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If you consider the following image, it's a fairly basic icon, sized at 32x32. Around the icon is a transparent rectangle, although I filled in the four corners with a solid colour while testing.

Source Image

Now consider this code, which simply draws the image, but at a larger scale:

protected override void OnPaint(PaintEventArgs e)
{
  base.OnPaint(e);

  e.Graphics.InterpolationMode = InterpolationMode.NearestNeighbor;
  e.Graphics.DrawImage(Properties.Resources.icon_32a, new RectangleF(0, 0, 512, 512), new RectangleF(0, 0, 32, 32), GraphicsUnit.Pixel);
}

Note that I'm drawing the full image and I'm not attempting to crop it in any way, just enlarge it.

Finally, this is the output the test gives me:

Painted example

Notice the problem? Half of the pixels in the top row and left column have vanished. If I then try and overlay a grid on top of this, it looks pretty awful as the grid is correctly aligned, but the image is not. Even just doubling the size to 64, 64 introduces this first row/column crop.

Note, I also tried offset the destination rectangle just in case it was drawing before 0,0, but this was not the case.

I also tried using different interpolation modes, but as far as I could tell through the headache inducing blur, the pixels were still cropped, so I don't believe it's due to the interpolation mode.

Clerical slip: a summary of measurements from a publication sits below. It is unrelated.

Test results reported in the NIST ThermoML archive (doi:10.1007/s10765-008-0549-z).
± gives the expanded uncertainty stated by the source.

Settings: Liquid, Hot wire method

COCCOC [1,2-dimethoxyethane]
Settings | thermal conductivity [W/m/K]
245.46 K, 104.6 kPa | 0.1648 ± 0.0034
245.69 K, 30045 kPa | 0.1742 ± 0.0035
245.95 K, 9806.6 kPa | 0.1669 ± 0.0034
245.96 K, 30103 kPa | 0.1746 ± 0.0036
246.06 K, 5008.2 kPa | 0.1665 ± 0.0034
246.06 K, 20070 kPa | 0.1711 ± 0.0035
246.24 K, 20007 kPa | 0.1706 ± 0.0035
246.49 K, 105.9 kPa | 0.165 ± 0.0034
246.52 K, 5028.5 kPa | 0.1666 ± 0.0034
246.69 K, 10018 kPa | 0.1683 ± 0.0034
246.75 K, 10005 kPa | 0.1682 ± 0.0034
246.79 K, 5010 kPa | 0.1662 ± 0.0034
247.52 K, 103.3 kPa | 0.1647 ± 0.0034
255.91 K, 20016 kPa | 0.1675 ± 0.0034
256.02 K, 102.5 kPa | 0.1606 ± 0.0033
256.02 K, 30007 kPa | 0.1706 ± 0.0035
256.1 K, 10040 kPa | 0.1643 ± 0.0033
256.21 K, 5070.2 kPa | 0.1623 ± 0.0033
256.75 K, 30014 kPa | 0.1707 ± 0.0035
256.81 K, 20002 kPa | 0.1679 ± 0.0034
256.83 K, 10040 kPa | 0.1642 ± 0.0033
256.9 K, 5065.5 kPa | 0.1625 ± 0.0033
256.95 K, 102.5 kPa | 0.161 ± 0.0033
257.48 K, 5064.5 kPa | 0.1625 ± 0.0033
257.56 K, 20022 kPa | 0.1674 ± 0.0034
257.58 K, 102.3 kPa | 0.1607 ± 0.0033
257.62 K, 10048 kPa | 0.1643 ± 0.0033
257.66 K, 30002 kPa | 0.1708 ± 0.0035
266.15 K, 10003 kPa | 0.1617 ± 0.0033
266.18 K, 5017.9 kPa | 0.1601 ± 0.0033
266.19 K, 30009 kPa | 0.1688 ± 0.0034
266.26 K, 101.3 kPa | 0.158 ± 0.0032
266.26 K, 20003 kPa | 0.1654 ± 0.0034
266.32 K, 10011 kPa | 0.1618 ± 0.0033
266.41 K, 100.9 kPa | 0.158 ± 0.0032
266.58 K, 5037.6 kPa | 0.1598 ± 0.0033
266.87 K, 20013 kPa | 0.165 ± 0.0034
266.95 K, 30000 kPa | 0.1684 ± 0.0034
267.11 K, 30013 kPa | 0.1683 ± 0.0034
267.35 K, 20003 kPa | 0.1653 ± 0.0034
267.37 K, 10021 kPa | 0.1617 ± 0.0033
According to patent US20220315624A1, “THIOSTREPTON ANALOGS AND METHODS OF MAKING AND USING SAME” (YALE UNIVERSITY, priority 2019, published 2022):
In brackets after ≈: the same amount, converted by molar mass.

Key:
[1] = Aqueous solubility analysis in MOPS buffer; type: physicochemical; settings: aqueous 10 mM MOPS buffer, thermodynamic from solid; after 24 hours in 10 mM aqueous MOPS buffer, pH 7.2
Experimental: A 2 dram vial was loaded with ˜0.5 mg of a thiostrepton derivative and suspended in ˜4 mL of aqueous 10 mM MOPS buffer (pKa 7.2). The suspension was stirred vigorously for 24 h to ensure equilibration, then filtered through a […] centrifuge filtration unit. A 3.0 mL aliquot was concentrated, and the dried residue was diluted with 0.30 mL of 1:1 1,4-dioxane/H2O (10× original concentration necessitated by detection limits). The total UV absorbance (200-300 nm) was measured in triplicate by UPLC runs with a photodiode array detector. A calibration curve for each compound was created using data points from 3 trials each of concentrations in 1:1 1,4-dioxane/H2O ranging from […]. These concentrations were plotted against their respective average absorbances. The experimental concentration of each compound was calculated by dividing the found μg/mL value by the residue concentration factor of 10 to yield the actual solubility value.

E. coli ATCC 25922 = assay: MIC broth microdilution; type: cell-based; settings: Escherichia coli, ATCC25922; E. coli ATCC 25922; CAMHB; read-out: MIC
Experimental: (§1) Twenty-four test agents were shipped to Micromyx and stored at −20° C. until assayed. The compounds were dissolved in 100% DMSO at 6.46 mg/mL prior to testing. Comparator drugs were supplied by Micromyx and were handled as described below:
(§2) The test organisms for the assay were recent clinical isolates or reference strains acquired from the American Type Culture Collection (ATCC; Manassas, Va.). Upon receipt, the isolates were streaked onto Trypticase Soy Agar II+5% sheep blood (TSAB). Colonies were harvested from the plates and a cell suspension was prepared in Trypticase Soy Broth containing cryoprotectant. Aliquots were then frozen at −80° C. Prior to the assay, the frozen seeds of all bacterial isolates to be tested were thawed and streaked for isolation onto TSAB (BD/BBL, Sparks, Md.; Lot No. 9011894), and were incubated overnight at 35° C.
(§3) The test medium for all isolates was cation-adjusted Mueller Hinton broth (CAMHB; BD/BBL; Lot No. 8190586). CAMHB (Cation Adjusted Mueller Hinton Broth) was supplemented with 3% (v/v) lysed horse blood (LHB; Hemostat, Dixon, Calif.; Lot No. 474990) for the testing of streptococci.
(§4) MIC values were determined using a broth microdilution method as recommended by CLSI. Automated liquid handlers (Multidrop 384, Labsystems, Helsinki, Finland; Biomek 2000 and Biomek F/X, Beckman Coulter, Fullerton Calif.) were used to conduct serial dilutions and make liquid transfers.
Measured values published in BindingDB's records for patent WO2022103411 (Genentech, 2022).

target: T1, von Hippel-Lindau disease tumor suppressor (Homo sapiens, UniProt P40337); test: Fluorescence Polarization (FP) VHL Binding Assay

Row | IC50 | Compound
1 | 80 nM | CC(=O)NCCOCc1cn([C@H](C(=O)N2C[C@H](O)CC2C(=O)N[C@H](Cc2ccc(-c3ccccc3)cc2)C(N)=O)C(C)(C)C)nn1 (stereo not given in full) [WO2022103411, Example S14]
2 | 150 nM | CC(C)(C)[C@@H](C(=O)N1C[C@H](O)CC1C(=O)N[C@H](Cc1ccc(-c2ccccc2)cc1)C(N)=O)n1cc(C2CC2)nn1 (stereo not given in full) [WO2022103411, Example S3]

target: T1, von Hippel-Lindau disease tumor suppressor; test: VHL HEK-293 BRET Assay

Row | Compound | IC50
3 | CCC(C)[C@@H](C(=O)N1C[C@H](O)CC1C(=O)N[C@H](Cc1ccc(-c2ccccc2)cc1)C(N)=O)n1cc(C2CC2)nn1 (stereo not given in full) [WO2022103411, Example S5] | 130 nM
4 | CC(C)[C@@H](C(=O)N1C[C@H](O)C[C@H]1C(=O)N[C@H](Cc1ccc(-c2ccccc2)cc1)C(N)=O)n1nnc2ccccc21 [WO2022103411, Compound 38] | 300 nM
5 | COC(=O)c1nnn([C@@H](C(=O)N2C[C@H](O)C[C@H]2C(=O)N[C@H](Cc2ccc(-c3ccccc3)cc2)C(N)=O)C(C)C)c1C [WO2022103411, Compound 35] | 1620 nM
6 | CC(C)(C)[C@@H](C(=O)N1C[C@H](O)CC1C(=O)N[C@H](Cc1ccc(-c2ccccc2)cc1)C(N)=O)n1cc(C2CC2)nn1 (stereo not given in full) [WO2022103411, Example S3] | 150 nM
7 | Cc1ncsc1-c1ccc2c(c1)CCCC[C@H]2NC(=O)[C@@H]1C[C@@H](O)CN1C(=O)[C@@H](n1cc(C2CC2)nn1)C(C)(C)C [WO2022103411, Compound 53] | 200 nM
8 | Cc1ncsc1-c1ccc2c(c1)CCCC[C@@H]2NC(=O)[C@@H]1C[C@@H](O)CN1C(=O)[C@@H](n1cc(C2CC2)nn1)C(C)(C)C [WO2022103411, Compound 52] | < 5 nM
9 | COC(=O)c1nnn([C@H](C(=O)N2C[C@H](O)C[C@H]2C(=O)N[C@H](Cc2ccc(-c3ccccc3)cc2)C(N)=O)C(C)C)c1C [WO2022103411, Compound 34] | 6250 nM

I also attempted using different graphics modes, but aside from the fact that it didn't seem to help, I need to stick with pixels anyway.

I tried again with a new copy of the image at 96dpi out of curiosity and got the same effect so I don't think it's the resolution of the source images.

Clutching at straws and using Rectangle instead of RectangleF also had no effect.

Can anyone offer any clues as to why this apparent crop is occurring?

Thanks;

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1 Answer 1

up vote 4 down vote accepted

The PixelOffsetMode is set by default to PixelOffsetMode.Half:

Specifies that pixels are offset by -.5 units, both horizontally and vertically, for high speed antialiasing.

In your case half a pixel in the original image is 8 pixels in the resulting image, which is exactly what you are missing.

Try setting it to PixelOffsetMode.None:

protected override void OnPaint(PaintEventArgs e)
{
     base.OnPaint(e);

     e.Graphics.PixelOffsetMode = PixelOffsetMode.None;
     e.Graphics.InterpolationMode = InterpolationMode.NearestNeighbor;
     e.Graphics.DrawImage(Properties.Resources.icon_32a, new RectangleF(0, 0, 512, 512), new RectangleF(0, 0, 32, 32), GraphicsUnit.Pixel);
}
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3  
Rotem, thanks for your answer - I wasn't aware of this particular property. I tested it but it still didn't work. However, I found if I set it HighQuality then my image was rendered correctly. Sounds like a silly default value to me, but easy to fix if you know - thanks again! –  Richard Moss Dec 28 '12 at 13:46
    
I had same problem. Also wasn't aware of PixelOffsetMode property. Again, PixelOffsetMode.None did not work for me despite being the obvious setting but PixelOffsetMode.HighQuality did work. –  Chris Walsh Mar 5 '13 at 10:39

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